John Hadden Photography

Photography of the Natural World

Powder Smiles

Smiles all around at the top of Bald Hill yesterday morning.

The posse was in good spirits at the top of Bald Hill yesterday morning as we transitioned for our first run in untracked powder. A perfect day!

Panasonic GX8, Lumix 14-140mm lens @ 14mm, ISO 800, f/8, 1/400″ exposure.



A curious chipmunk gets close

We came across the crew of chipmunks on the top of what we’re now calling “Chipmunk Hill” up above East Street and Delfrate Road. They were not particularly shy. Several were bold enough to come within a couple of feet of us, and both Robin and I were wondering if they might crawl up our legs in their flighty curiosity.

Given that we didn’t have much cold weather in February, I wasn’t particularly surprised to see so much chipmunk activity. They spend the cold months in a torpor state (as opposed to true hibernation) and start emerging as the temperatures warm in March to kick off their spring breeding season. The seven or eight chipmunks we saw were no doubt “busy”…

Panasonic GX8, Lumix 14-140mm lens @ 140mm, ISO 800, f/9, 1/500″ exposure.


A moss covered rock emerges from a frozen vernal pool

While exploring the top of “Chipmunk Hill” the other day, we came across a couple of still frozen vernal pools. This moss covered rock looks like the iris of an eye carved in the ice.

Panasonic GX8, Lumix 14-140mm lens @ 34mm, ISO 800, f/14, 1/500″ exposure.


Ripples & Ice

Ripples, pebbles, and ice in Fargo Brook

With the sun on the water, the right shutter speed accentuates the ripple distortions across the pebbles on the stream bed. A thin skim of ice provides something solid for the eye to rest on. I’ve found that between 1/200″ and 1/300″ exposure nails the effect.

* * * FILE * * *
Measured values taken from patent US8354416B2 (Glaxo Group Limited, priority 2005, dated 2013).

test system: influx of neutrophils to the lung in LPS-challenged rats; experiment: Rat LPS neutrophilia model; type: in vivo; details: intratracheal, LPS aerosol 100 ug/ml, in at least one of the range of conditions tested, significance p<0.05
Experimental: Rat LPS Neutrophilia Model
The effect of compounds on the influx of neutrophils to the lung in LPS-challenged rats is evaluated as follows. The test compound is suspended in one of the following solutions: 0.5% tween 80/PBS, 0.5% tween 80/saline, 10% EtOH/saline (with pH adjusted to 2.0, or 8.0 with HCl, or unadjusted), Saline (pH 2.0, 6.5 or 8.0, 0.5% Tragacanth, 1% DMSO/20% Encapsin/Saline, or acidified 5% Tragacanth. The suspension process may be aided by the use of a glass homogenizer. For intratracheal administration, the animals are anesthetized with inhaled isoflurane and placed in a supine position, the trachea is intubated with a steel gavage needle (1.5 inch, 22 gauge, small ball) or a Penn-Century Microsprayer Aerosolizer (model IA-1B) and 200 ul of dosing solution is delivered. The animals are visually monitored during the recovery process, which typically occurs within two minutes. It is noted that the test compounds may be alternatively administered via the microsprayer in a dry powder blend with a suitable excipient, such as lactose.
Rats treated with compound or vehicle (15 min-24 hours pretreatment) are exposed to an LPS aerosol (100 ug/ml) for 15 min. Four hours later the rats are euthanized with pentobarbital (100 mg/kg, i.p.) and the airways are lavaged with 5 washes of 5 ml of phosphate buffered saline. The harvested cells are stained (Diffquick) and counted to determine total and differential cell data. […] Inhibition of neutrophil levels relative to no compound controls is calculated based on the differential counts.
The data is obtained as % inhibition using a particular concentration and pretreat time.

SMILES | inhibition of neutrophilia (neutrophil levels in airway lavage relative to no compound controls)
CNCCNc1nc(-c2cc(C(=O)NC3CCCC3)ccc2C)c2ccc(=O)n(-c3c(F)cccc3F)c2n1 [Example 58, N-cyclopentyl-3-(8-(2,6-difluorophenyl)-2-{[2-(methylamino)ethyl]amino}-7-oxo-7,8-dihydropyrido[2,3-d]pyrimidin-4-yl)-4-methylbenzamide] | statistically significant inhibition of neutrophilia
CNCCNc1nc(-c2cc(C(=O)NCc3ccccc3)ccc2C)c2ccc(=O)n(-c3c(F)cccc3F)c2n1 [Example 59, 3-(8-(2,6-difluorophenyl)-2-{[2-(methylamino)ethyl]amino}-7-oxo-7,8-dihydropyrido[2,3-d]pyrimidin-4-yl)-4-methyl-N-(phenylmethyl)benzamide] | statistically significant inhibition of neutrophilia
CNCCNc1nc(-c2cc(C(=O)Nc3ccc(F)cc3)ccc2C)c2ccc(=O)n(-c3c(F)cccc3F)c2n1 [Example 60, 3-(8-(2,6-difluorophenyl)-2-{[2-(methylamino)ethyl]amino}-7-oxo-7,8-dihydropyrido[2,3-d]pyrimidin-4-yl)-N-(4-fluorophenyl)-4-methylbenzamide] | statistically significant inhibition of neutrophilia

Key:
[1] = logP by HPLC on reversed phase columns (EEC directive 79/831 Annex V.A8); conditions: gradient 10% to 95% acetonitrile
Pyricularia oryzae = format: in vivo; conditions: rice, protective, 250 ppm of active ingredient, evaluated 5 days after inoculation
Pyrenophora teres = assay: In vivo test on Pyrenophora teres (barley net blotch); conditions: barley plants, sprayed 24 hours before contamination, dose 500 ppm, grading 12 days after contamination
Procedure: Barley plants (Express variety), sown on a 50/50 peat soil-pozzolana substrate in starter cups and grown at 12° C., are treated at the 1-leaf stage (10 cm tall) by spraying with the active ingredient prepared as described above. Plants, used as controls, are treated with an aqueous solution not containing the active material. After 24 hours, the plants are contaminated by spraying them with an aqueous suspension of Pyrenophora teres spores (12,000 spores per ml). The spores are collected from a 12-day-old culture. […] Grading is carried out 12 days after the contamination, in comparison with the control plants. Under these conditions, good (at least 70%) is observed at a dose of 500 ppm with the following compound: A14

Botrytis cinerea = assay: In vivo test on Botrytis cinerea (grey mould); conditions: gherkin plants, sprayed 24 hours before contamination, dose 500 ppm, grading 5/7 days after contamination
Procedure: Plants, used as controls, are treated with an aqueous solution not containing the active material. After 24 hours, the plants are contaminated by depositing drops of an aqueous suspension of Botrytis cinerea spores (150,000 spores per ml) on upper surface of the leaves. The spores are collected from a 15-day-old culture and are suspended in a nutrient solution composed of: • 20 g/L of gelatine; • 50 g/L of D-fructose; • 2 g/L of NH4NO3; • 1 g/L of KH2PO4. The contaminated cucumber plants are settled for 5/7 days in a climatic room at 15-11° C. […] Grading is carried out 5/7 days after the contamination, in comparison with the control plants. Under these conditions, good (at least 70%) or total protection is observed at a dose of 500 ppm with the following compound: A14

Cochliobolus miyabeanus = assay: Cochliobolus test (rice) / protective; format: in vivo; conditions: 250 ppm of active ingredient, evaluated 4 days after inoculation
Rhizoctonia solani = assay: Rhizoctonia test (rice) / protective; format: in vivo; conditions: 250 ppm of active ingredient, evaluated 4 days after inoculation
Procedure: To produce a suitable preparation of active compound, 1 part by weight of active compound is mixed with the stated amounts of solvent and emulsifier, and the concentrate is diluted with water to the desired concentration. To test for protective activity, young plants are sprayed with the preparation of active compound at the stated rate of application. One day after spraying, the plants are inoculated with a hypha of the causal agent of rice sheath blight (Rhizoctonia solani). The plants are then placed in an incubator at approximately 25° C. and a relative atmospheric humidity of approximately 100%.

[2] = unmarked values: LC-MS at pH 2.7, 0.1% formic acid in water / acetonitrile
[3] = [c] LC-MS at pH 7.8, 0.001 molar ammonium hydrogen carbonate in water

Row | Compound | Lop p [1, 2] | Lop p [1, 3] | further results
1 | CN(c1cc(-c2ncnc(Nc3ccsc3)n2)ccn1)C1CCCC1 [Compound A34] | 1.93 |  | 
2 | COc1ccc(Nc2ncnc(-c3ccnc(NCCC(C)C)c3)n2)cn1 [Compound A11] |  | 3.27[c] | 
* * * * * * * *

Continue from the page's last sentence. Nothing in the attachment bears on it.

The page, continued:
Panasonic GX8, Olympus 60mm macro lens, ISO 400, f/8, 1/200″ exposure.


Looking Up

Snow-bedecked hardwoods in the high country

The high country was a magical place yesterday as the sun came out and lit up the snow bedecked trees. I was up in the Lion’s Ridge area of the Camel’s Hump Nordic Ski Center yesterday where the powder was plentiful.

Panasonic GX8, Lumix 14-140mm lens @ 14mm, ISO 400, f/14, 1/250″ exposure.


Who you lookin’ at?

A female cardinal seems to eye me suspiciously…

This female cardinal seemed to know she was on camera, giving me a fine “come hither” look over her shoulder as I snapped several shots. Of course she could also be thinking, “Hey, who you lookin’ at?”

Panasonic GX8, Lumix 100-300mm lens @ 300mm, ISO 1000, f/5.6, 1/200″ exposure.


Pan Ice

Discs of pan ice forming on Cobb Brook

Robin & I took a short hike up Cobb Brook yesterday afternoon. I was confident that we’d find some interesting ice formations among the stream’s numerous falls and cascades. We were not disappointed. The hilight was finding these ice discs or ice pans floating in the pool beneath one of the larger falls. These discs form as ice accumulates in slow moving eddy currents. The discs ranged in size here from around 16″ to over 3 feet.

Panasonic GX8, Lumix 14-140mm lens @ 14mm, ISO 800, f/8, 1/25″ exposure.


Hex Diamonds

Hexagonal plate ice crystals form between warm and cold air

Bundling up and marching off into the snow when it’s below zero has its rewards. These tiny and delicate hexagonal plate ice crystals formed along the bank of Fargo Brook where stream undercutting has exposed bare soils to the frigid air. When damp warmth filtering out of the ground meets the air the crystals form. These crystals were only a few millimeters wide so getting in close with a macro lens was necessary.

Nikon D600, Sigma 105mm macro lens, ISO 800, f/16, 1/160″ exposure.


Window Frost

Ornate ice crystals form on the inside of our garage windows.

Sub-zero temperatures do have their advantages…

Nikon D600, Sigma 105mm macro lens, ISO 320, f/9, 1/640″ exposure.


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